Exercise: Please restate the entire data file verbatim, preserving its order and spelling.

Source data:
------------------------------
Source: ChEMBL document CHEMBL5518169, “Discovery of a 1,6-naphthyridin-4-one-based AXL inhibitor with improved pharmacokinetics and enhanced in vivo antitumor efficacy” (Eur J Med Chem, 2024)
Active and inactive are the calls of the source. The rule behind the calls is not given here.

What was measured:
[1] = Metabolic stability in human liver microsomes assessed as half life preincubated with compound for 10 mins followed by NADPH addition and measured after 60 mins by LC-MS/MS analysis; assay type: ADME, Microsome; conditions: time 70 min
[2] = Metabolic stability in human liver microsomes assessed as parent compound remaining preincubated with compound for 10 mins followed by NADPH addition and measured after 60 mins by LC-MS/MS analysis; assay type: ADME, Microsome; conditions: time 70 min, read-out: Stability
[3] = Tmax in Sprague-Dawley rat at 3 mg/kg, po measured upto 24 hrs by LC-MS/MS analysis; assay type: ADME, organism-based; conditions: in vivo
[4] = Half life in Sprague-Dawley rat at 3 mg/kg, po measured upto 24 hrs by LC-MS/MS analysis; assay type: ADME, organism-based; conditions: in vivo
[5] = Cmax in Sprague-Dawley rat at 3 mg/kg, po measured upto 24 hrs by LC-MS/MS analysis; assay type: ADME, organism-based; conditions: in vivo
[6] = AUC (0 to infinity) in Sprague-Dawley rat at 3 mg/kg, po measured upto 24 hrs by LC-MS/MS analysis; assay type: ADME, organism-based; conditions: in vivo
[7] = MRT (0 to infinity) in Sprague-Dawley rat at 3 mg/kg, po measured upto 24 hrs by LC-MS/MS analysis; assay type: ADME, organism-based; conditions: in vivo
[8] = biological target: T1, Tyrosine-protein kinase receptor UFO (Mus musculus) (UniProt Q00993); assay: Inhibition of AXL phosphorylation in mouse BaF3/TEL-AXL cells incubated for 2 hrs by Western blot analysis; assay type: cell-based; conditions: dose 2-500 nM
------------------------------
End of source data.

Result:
Source: ChEMBL document CHEMBL5518169, “Discovery of a 1,6-naphthyridin-4-one-based AXL inhibitor with improved pharmacokinetics and enhanced in vivo antitumor efficacy” (Eur J Med Chem, 2024)
Active and inactive are the calls of the source. The rule behind the calls is not given here.

What was measured:
[1] = Metabolic stability in human liver microsomes assessed as half life preincubated with compound for 10 mins followed by NADPH addition and measured after 60 mins by LC-MS/MS analysis; assay type: ADME, Microsome; conditions: time 70 min
[2] = Metabolic stability in human liver microsomes assessed as parent compound remaining preincubated with compound for 10 mins followed by NADPH addition and measured after 60 mins by LC-MS/MS analysis; assay type: ADME, Microsome; conditions: time 70 min, read-out: Stability
[3] = Tmax in Sprague-Dawley rat at 3 mg/kg, po measured upto 24 hrs by LC-MS/MS analysis; assay type: ADME, organism-based; conditions: in vivo
[4] = Half life in Sprague-Dawley rat at 3 mg/kg, po measured upto 24 hrs by LC-MS/MS analysis; assay type: ADME, organism-based; conditions: in vivo
[5] = Cmax in Sprague-Dawley rat at 3 mg/kg, po measured upto 24 hrs by LC-MS/MS analysis; assay type: ADME, organism-based; conditions: in vivo
[6] = AUC (0 to infinity) in Sprague-Dawley rat at 3 mg/kg, po measured upto 24 hrs by LC-MS/MS analysis; assay type: ADME, organism-based; conditions: in vivo
[7] = MRT (0 to infinity) in Sprague-Dawley rat at 3 mg/kg, po measured upto 24 hrs by LC-MS/MS analysis; assay type: ADME, organism-based; conditions: in vivo
[8] = biological target: T1, Tyrosine-protein kinase receptor UFO (Mus musculus) (UniProt Q00993); assay: Inhibition of AXL phosphorylation in mouse BaF3/TEL-AXL cells incubated for 2 hrs by Western blot analysis; assay type: cell-based; conditions: dose 2-500 nM